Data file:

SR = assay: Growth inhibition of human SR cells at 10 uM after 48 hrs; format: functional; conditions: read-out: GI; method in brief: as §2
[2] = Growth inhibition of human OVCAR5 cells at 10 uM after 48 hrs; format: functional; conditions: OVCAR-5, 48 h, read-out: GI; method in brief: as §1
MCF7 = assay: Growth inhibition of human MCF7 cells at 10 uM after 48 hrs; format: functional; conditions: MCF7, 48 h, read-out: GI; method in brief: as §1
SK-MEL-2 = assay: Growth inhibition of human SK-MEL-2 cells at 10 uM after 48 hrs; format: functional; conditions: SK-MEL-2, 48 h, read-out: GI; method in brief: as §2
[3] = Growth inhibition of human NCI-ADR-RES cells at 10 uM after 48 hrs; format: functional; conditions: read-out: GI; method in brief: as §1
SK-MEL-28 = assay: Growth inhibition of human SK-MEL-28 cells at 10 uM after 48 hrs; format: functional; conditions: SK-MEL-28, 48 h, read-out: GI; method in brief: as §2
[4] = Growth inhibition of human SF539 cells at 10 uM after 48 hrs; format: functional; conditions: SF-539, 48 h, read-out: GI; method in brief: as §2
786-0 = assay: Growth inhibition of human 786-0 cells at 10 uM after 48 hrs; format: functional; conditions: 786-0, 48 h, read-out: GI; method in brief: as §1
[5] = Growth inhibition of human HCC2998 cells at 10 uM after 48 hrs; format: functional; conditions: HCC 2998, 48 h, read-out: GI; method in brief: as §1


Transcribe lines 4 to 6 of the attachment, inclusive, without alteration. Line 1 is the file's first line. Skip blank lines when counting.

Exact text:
SK-MEL-2 = assay: Growth inhibition of human SK-MEL-2 cells at 10 uM after 48 hrs; format: functional; conditions: SK-MEL-2, 48 h, read-out: GI; method in brief: as §2
[3] = Growth inhibition of human NCI-ADR-RES cells at 10 uM after 48 hrs; format: functional; conditions: read-out: GI; method in brief: as §1
SK-MEL-28 = assay: Growth inhibition of human SK-MEL-28 cells at 10 uM after 48 hrs; format: functional; conditions: SK-MEL-28, 48 h, read-out: GI; method in brief: as §2